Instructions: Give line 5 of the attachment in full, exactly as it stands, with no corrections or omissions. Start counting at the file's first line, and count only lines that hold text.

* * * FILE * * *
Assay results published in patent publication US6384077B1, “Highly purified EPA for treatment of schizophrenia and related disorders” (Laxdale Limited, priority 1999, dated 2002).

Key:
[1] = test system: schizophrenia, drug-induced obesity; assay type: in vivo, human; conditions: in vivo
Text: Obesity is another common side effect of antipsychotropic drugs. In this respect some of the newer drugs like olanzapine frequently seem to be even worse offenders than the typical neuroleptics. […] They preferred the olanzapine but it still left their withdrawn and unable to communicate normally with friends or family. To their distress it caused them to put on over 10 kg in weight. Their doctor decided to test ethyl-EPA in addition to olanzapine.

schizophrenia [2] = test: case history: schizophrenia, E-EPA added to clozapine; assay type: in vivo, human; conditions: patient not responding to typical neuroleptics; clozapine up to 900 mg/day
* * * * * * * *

schizophrenia [2] = test: case history: schizophrenia, E-EPA added to clozapine; assay type: in vivo, human; conditions: patient not responding to typical neuroleptics; clozapine up to 900 mg/day